In such circumstances, it is advisable that you stay home and not despair. Doing nothing but fretting will only add to your woes and not help the situation. Neither will binge-watching web series help. Instead, what you can do is ready yourself for a post COVID-19 world. You can do this by primarily upskilling yourself i.e.upgrading your skill set.

The only way to do this is remotely, though online classes available by the dozen. In fact, celebrities like Shakira have begun taking online classes (she in ancient philosophy) this lockdown while others like director Kevin Smith have finished old pending projects. The best skills to upgrade would, however, be those pertaining to computer science courses like big data, machine learning, deep learning or even credit risk modelling. These high-in-demand courses will look good on your résumé and instantly add to your employability wherever you plan to move to next.

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In India, DexLab Analytics, a premier institute offering some of the best credit risk modelling training courses and R programming courses in Gurgaon, suggests you try and learn a new programming language or enrol in a new business analytics course so your résumé stands stronger than it was before the lockdown. This will help you beat competition when you will be searching for work opportunities post the lockdown.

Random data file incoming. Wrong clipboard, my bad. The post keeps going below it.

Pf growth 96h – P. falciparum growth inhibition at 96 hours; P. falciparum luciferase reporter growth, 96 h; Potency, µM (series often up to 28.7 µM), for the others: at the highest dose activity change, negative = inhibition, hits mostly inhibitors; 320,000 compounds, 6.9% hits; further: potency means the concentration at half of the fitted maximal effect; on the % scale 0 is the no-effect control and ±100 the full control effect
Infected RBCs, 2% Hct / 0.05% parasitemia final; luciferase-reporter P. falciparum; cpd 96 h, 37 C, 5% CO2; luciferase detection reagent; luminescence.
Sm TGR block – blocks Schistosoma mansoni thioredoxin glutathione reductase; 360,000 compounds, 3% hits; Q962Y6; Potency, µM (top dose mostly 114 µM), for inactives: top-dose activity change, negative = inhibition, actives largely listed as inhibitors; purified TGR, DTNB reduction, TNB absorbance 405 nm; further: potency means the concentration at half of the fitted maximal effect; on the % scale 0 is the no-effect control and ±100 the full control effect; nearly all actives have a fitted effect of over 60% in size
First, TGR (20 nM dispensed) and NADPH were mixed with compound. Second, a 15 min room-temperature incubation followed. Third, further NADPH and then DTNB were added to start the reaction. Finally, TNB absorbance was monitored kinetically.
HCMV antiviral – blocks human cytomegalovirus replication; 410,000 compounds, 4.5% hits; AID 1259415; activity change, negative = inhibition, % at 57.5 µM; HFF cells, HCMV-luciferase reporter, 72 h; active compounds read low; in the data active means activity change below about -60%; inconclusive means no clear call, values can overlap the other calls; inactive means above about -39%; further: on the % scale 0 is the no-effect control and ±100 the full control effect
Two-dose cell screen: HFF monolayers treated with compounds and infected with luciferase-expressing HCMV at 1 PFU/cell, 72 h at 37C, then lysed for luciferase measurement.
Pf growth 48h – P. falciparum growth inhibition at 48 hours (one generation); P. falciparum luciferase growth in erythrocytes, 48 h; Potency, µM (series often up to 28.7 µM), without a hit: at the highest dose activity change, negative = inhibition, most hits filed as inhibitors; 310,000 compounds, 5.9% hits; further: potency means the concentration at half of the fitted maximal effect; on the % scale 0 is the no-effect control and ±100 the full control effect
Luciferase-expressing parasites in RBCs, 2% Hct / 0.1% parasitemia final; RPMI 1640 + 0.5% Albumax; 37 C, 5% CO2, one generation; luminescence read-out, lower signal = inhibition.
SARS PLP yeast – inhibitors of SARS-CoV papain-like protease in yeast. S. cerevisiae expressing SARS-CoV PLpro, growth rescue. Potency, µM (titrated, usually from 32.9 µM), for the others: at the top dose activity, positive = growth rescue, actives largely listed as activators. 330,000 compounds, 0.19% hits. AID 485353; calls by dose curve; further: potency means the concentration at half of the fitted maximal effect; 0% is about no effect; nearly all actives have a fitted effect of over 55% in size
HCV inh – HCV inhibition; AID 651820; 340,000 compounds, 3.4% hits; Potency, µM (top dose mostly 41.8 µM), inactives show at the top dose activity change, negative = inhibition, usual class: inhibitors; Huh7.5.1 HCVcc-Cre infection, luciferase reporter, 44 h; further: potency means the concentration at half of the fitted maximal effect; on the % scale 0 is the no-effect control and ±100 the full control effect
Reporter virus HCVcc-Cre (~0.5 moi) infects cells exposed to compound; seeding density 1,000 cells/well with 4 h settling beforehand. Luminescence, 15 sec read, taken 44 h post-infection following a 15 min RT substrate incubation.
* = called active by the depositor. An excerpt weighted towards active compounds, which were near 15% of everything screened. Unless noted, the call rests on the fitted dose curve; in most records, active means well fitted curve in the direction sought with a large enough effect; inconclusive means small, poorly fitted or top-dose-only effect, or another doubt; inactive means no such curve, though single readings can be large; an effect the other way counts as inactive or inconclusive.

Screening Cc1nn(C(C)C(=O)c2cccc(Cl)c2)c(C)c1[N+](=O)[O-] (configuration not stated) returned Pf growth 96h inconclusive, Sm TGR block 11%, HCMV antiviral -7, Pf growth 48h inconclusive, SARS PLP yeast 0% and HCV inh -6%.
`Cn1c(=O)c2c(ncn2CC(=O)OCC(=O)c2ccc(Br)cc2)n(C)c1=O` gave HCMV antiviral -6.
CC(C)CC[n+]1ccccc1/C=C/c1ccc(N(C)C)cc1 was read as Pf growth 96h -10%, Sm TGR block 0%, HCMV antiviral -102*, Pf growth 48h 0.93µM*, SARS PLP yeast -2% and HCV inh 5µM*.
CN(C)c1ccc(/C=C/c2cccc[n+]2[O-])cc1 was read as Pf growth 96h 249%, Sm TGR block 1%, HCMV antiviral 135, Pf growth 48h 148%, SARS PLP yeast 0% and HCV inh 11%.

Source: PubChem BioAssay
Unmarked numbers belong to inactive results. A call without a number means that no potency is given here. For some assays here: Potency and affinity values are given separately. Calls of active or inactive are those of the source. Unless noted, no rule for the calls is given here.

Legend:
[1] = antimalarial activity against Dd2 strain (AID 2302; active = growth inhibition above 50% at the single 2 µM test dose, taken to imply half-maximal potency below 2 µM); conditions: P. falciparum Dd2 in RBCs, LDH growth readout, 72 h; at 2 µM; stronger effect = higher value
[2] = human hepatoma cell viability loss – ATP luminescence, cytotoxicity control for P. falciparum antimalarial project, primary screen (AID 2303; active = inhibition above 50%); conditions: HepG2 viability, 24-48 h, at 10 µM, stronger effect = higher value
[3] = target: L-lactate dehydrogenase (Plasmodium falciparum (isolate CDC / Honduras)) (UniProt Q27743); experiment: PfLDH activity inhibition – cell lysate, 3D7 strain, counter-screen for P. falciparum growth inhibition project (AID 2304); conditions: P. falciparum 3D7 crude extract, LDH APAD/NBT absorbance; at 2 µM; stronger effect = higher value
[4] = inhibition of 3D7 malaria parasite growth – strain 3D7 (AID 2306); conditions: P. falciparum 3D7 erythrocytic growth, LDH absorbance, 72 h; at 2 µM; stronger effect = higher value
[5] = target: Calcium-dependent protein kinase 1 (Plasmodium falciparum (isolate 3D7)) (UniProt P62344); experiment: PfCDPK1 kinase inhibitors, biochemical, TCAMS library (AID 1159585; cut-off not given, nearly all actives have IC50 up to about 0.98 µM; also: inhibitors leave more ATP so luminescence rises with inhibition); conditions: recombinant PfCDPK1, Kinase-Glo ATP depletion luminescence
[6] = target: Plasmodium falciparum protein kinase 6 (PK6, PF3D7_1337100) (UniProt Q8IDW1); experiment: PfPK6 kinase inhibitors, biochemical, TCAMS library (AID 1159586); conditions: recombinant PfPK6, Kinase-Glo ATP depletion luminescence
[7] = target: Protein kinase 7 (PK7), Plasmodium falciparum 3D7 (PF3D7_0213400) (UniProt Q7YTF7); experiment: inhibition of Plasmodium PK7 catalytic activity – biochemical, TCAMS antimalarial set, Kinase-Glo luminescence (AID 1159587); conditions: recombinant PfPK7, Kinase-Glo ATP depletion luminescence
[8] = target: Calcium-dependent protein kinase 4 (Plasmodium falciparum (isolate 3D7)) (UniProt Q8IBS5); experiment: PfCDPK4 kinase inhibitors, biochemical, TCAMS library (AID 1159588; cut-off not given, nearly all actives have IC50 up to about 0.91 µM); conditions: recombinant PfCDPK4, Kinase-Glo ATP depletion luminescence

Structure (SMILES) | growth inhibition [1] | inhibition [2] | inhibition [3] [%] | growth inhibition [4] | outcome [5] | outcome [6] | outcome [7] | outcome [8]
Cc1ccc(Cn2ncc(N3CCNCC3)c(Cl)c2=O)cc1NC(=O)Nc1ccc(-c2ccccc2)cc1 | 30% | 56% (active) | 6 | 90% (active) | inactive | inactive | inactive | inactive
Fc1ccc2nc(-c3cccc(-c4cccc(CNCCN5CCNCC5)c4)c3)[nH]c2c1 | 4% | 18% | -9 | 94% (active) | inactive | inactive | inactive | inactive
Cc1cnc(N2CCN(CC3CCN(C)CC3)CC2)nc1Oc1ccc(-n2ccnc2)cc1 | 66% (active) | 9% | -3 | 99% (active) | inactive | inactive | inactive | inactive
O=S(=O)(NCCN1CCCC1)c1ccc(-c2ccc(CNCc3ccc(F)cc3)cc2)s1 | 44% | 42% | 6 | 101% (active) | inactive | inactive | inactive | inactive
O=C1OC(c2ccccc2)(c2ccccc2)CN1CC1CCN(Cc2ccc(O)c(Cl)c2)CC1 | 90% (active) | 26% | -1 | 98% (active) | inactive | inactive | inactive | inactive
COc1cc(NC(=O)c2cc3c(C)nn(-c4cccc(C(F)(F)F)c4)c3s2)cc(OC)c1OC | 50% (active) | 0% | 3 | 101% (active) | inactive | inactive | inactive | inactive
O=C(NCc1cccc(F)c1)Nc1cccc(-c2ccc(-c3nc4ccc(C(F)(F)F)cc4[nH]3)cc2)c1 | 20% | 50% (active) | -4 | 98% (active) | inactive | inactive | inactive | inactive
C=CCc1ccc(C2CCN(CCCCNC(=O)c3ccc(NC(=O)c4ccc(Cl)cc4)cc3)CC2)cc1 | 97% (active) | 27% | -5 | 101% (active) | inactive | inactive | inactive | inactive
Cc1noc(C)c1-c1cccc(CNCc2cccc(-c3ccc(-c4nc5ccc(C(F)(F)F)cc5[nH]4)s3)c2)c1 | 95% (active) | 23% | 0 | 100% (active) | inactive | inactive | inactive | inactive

A Beginner’s Guide to Credit Risk Modelling

A Beginner’s Guide to Credit Risk Modelling

When a lender starts a financial institution with the aim of lending money to entities, he is most strongly fortified against credit risk. He undertakes several measures to lower credit risk and this is called credit risk modelling.

“A good credit risk assessment can prevent avoidable losses for an organization. When a borrower is found to be a debtor, it could dent their creditworthiness. The lender will be skeptical about offering loans for fear of not getting it back,” says a report.

Credit risk assessment is done to gauge whether a borrower can pay back a loan. The credit risk of a consumer is determined by the five Cs – capacity to repay, associated collateral, credit history, capital, and the loan’s conditions.